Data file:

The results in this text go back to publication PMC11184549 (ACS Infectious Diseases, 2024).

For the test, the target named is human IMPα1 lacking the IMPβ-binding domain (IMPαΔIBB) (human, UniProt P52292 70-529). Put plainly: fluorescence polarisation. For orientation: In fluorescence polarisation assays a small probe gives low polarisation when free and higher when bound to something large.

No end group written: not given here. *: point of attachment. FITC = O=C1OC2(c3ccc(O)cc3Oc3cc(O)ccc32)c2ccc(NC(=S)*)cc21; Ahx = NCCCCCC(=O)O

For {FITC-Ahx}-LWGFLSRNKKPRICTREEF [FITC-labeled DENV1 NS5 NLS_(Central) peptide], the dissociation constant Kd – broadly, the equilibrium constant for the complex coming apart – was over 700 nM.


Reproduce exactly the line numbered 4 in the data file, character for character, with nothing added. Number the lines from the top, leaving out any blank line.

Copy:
For {FITC-Ahx}-LWGFLSRNKKPRICTREEF [FITC-labeled DENV1 NS5 NLS_(Central) peptide], the dissociation constant Kd – broadly, the equilibrium constant for the complex coming apart – was over 700 nM.